It is embarassing for me to say, but I feel like I'm about the least-informed person in the Commonwealth about the gas-tax/toll-hike/transport-reform goat rodeo. I mean, I really do not know what the hell is going on, or why person X says Y, etc. All in all, the whole discussion seems to be a mighty headache … and yet, one can't exactly say it's unimportant. This is the Big Dig Culture issue.
Perhaps I am not the only one. So here's what I don't know:
- I do not know why it took the Patrick administration so long to present its plan for transportation reform. I do not know if the administration actually intended to wait until after the 'Pike board voted on the toll increases to present its plan, in order to put time pressure on the legislature to act before March 29.
[I have inserted Doug Rubin's responses to Charley's questions in italics throughout this post. -David] Why did it take so long? The problems we are trying to address in our transportation system took over 16 years to create. They span highway, airport and rail operations, and include various regional issues, environmental concerns, workforce issues, complicated bond covenants and financing schemes and pension and health care benefit reforms. In order to address these comprehensively, and to present a plan that is transparent and responsible for the long-term, we felt the need to consult with experts both inside and outside of state government, gain a true understanding of the complicated issues we inherited, and work with the Legislature to consider various alternatives.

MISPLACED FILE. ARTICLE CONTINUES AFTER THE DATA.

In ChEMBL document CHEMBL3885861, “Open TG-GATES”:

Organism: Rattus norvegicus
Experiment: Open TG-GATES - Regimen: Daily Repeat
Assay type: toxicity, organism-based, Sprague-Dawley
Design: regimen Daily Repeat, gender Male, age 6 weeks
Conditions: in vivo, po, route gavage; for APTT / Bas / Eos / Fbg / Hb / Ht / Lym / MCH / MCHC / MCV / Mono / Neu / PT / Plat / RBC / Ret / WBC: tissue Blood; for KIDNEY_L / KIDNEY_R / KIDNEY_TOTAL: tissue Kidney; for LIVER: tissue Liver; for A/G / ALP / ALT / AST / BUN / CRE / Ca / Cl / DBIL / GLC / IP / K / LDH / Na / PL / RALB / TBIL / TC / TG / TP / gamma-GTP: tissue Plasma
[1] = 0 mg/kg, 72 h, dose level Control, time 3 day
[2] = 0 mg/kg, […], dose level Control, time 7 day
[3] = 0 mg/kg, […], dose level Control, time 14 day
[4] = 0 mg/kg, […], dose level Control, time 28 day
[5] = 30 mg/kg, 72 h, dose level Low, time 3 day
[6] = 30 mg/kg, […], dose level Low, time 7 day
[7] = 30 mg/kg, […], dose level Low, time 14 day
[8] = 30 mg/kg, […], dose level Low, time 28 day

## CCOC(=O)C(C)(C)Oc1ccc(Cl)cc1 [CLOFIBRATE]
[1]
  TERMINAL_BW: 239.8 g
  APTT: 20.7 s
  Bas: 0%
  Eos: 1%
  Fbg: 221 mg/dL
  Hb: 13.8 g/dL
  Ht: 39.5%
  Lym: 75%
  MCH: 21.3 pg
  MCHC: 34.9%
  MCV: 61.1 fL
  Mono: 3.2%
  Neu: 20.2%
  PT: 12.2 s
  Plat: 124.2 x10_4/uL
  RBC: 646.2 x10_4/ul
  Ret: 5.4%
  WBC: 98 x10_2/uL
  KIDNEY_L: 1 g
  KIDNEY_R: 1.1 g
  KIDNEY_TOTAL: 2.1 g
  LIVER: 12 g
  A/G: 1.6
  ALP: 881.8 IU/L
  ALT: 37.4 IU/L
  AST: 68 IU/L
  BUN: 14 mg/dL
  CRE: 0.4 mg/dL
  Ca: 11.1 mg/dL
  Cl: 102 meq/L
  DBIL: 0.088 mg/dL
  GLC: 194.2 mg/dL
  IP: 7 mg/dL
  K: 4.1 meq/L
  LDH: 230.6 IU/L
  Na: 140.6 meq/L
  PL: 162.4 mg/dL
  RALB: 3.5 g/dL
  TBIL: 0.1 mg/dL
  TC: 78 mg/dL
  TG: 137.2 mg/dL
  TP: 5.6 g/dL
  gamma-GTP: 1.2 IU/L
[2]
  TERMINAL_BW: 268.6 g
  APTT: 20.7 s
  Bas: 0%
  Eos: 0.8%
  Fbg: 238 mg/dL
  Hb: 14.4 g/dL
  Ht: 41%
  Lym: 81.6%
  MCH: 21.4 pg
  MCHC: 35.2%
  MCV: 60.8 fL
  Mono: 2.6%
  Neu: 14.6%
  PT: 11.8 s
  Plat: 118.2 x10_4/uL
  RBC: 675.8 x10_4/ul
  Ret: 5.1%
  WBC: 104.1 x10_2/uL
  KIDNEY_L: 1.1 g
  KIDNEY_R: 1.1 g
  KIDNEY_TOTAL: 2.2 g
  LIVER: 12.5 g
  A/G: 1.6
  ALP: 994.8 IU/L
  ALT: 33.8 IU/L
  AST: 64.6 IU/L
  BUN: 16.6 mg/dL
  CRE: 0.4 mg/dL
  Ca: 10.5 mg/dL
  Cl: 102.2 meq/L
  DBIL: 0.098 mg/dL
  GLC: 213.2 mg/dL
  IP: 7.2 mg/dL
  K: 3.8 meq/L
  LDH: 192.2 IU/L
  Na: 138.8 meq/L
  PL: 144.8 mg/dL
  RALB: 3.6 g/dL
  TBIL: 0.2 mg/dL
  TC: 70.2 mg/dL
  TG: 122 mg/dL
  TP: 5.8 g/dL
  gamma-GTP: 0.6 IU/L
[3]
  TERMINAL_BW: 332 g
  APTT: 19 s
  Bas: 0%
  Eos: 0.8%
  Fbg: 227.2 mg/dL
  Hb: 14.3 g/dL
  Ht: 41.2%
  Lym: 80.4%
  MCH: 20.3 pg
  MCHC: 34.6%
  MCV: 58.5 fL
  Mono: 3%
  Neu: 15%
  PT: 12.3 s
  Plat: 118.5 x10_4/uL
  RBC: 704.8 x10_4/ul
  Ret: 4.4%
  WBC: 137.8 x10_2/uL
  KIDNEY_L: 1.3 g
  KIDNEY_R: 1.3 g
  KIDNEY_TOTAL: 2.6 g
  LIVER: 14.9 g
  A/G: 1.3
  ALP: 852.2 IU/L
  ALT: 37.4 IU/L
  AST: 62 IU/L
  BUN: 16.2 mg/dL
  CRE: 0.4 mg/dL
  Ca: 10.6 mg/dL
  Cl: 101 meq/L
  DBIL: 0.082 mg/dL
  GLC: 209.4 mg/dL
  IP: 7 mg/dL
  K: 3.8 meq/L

We did not sit still while we were working on the reform plan. We followed the “reforms first” strategy – joining 49 other states in using civilian flaggers on construction projects, saving over $31 million at the Turnpike by eliminating managers and toll taker positions along with other significant reforms, and cutting $47 million from the MBTA through additional reforms. We also cut the development time for MassHighway projects by 40% and instituted a “scorecard” to increase transparency and accountability of construction projects.